Education vital to critical thinking -- John Costello
In the Dec. 23 letter to the editor ” Christian faith would help schools,” the author complains that the Gospels of Matthew, Mark, Luke and John have been replaced in our schools,” which are public, by “the gospels of Darwinism,” which is evolution, “Mother Earth,” which is the physical world, “political correctness,” which is social studies, and “abortion as women’s health,” which is a Fourth Amendment issue.
Without getting into the actual intent and interpretation of the First Amendment to the Constitution, let me remind the author that it forms a contract between us and so should be respected even if one disagrees with its effect. Without the First Amendment we would be reduced to a chaotic struggle for ideological dominance and power, with might trumping right, leading to the collapse of civilization.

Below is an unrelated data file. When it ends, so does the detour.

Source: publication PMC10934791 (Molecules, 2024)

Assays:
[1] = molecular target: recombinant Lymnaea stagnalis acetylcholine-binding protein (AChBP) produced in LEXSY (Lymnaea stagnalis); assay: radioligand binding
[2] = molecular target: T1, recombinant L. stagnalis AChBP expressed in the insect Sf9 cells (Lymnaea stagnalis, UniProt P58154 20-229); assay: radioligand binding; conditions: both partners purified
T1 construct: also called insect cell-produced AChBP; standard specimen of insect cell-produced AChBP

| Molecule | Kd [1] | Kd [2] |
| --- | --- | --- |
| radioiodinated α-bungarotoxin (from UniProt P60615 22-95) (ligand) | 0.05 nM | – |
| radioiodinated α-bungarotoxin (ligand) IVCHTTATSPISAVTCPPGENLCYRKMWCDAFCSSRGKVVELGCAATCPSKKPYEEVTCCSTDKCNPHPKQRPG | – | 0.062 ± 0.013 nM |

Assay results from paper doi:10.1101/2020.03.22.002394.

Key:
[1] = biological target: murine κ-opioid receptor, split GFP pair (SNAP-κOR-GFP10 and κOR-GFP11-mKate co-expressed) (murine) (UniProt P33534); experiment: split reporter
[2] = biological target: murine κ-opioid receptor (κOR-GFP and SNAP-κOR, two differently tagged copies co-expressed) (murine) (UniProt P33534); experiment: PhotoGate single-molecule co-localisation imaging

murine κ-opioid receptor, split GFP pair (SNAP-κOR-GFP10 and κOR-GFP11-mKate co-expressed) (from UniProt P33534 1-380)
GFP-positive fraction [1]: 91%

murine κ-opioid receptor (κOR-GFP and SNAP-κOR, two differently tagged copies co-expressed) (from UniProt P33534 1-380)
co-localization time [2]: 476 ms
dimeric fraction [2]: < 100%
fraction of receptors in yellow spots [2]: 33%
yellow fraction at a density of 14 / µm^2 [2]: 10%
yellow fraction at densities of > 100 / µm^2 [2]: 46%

That said, and having had some religious and some public education, I can say that I value both. I credit my religious schooling with playing a big part in forming my ethics, morals and values. All of which determined the high value I place on a fact-based and universally demonstrable interpretation of our common experience.
That’s a value I formed about secular reality in public school, and something I’m sure I wouldn’t have if I had been cognitively restrained by a compulsion to believe what I’m told is the gospel truth.
John Costello, McFarland